Match PMD rules with robust enforcement

A PMD user seen riding along a sheltered common area at 199 Toa Payoh North on 2 Sept 2019.
A PMD user seen riding along a sheltered common area at 199 Toa Payoh North on 2 Sept 2019.ST PHOTO: KEVIN LIM

In response to a reader's letter, the Land Transport Authority's director for active mobility said the maximum speed limit of a personal mobility aid (PMA) is 10kmh and that the LTA is committed to making the transport system more inclusive (Personal mobility aids capped at 10kmh for public safety, Sept 23).

The line separating PMAs and personal mobility devices (PMDs) is thin.

An elderly cyclist is in a coma in hospital after she and a PMD user were recently involved in an accident. A witness said the PMD was going much faster than permitted.

Meanwhile, some PMD users have been caught flouting the rules on weight limit and modifications to their devices.

PMA users can also flout these rules. As PMAs are seen as helping less mobile individuals, modifications and weight infringements are less likely to be noticed.

With more PMD-related accidents and fires being reported, other users of public paths and spaces, as well as home owners, have a genuine reason to be concerned about their personal safety.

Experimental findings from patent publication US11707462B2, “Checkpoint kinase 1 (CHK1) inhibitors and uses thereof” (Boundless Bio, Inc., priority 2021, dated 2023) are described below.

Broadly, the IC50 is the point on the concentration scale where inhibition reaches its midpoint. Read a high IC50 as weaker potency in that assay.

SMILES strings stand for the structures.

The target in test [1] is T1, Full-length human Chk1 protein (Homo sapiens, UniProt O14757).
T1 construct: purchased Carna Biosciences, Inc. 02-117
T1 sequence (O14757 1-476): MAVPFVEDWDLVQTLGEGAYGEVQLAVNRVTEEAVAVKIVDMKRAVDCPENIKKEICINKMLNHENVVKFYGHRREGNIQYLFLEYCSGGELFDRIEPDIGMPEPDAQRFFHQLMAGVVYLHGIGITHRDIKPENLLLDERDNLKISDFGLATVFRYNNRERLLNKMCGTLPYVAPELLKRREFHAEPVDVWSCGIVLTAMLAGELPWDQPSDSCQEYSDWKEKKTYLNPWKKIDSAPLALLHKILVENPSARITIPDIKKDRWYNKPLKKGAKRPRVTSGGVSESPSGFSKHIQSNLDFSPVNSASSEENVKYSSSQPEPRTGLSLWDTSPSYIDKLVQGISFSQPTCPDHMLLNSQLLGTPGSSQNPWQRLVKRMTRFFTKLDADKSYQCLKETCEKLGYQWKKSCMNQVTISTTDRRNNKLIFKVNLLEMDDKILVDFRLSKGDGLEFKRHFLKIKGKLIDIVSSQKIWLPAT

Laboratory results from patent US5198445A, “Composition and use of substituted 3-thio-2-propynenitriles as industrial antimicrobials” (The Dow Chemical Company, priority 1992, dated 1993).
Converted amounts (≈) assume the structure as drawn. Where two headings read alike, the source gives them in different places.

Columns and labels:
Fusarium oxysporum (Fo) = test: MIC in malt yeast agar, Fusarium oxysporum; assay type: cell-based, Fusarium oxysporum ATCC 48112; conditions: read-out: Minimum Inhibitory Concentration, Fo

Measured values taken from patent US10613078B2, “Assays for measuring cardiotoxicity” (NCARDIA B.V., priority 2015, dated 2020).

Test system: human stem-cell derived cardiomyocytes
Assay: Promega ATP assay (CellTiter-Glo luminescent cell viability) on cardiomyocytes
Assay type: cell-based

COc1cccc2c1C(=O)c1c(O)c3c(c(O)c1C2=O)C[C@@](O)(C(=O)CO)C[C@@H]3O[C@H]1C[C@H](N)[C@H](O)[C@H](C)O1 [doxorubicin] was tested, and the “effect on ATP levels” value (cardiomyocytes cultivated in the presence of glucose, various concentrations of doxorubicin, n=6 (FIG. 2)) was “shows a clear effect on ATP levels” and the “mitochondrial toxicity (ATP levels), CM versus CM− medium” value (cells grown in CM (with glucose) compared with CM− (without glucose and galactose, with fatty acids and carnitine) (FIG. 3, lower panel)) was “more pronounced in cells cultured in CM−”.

The introduction of UL2272 safety certification for e-scooters will not make the fire threat go away.

Modifications done after the PMD is certified could make the certification meaningless.

Similarly, imposing speed and weight limits will not address the issue of illegal modifications of these mobility devices.

Strong rules and regulations have to be matched by robust and unrelenting enforcement.

The PMD users' community often responds to calls for tighter rules by saying that the majority of users are responsible, and the responsible majority should not be grouped with the errant minority.

But in truth, those who flout the rules are many, not just a "few errant users".

Hariharan Gangadharan

A version of this article appeared in the print edition of The Straits Times on September 25, 2019, with the headline 'Match PMD rules with robust enforcement'. Print Edition | Subscribe